The National Iwi Chairs Forum has travelled to Raungaiti Marae and presented an emeritus professor with its Te Whare Pūkenga Award.
Wally Penetito was recognised with the living taonga award by the 86 iwi that make up the forum for recognition of significantly impacting the lives of Māori across Aotearoa.
The 83-year-old, who works in education, has helped support whānau alongside iwi-based researchers to exercise passion and integrity when researching and writing their tīpuna histories.
In 2009 he became the first Māori to be appointed as Victoria University's first professor of Māori education.
He is a prolific writer, and published the book What's Māori About Māori Education? in 2010.
Other accolades he has received included an award for excellence in education in 2017, given to him by Ngāti Hauā.
More recently, he became the first Māori to be appointed professor of education at Victoria University, and awarded the title of emeritus professor.
The Iwi Chairs Forum said it was through his mahi that he upheld the value of mātauranga Māori, shown in his writing, teaching and mentoring leadership interrupting racism in education.
Ngāti Hauā chairperson Mokoro Gillett said he did this by exposing mātauranga Māori across the board.
"With his knowledge and his encouragement, and his alerting us to think that are pertaining and peculiar to Māori and our knowledge, our mātauranga, and we can consider it and say how it's been happening in the past to improve Māori education and Māori statistics in general across the board in all areas, we look to what he's done and we see it and use it as a guideline for us and in to the future," Gillett said.
Te Whare Pūkenga was established in 2021 by the Iwi Chairs Forum to recognise rangatira who have enhanced the lives of all whānau in Aotearoa.
The accolade is given to someone whose actions embody the forum's values, including rangatiratanga, whanaungatanga, manaakitanga, kaitiakitanga, tikanga and pono.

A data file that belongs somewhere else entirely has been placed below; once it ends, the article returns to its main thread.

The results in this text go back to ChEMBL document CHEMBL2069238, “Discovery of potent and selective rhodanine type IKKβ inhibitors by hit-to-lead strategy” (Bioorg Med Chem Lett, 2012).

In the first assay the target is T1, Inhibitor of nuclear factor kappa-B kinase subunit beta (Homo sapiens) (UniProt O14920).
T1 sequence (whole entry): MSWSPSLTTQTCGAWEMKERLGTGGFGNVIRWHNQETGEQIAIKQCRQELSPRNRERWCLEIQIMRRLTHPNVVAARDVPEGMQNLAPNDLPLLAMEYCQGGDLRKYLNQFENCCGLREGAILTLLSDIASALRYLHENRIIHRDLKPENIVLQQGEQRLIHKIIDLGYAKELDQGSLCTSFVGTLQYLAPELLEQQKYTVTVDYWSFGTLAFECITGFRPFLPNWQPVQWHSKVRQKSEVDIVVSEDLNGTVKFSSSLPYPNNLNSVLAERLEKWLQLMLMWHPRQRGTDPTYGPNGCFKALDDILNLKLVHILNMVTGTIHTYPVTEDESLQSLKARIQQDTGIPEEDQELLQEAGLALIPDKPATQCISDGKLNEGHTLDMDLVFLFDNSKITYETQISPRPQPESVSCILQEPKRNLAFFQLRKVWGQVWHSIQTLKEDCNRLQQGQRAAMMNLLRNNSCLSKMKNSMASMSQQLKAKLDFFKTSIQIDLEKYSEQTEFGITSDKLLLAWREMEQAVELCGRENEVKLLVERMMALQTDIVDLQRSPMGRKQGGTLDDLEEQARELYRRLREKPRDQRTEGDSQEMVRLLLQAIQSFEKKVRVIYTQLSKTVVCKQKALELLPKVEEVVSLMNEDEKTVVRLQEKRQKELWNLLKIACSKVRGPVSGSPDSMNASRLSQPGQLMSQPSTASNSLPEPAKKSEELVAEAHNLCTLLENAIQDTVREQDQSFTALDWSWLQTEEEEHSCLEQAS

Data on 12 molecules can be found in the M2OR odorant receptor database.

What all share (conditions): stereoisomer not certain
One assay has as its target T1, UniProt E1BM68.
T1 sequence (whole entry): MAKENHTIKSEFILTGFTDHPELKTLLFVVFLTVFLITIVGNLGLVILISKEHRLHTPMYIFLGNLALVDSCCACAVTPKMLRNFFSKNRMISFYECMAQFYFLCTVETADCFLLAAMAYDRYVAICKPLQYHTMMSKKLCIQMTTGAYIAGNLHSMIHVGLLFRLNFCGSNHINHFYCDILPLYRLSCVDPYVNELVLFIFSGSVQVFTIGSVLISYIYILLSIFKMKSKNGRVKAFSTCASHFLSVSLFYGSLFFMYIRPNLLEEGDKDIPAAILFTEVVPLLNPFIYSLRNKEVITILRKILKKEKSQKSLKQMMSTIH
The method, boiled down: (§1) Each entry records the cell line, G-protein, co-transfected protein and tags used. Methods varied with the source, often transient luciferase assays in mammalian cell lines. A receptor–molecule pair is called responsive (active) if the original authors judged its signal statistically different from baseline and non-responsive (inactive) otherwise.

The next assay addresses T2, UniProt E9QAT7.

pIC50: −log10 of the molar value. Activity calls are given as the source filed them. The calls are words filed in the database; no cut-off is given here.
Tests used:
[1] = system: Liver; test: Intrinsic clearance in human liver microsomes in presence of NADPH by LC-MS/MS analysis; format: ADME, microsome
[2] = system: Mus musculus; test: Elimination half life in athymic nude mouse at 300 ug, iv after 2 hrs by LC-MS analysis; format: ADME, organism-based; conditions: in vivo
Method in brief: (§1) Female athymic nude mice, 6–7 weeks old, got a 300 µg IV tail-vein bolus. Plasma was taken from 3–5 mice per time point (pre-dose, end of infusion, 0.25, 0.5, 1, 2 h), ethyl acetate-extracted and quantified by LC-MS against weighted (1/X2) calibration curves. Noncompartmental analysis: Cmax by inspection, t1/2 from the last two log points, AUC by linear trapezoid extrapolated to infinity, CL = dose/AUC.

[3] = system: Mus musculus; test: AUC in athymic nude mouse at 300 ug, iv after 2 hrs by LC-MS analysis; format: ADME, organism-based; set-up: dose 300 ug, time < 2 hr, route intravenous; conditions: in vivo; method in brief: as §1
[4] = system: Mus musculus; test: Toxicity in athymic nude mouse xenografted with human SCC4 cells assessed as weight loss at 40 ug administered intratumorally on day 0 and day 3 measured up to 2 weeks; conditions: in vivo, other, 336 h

His educational career has been dedicated to equity for Māori in education, which the Iwi Chairs Forum said would continue to shape the educational outcomes for future generations of Māori.
Gillett said he was encouraged by Penetito's research that showed a timeline of where Māori education started.
"To know that where and how Māori education began for us is history but also how we with our thinking, enable us to teach our own people. Also he's written some books on the Treaty of Waitangi in terms of education too, so it's been really helpful for us when we look at his book - we can reference his books and take encouragement and help us and guiding us in education for Māori," said Gillett.
Gillett said his work was incredibly valuable to Māori.
"Without that writing and without that research, the studies that he's done does help us and it's important for us to know that knowledge is there... It's not to say that he's got it all, but to make us research and think, how can we understand mātauranga Māori and how can we apply it in situations, in education programmes for today's settings. So it's really important that we gather his knowledge "
Penetito still writes and continues to guest lecture in institutions globally.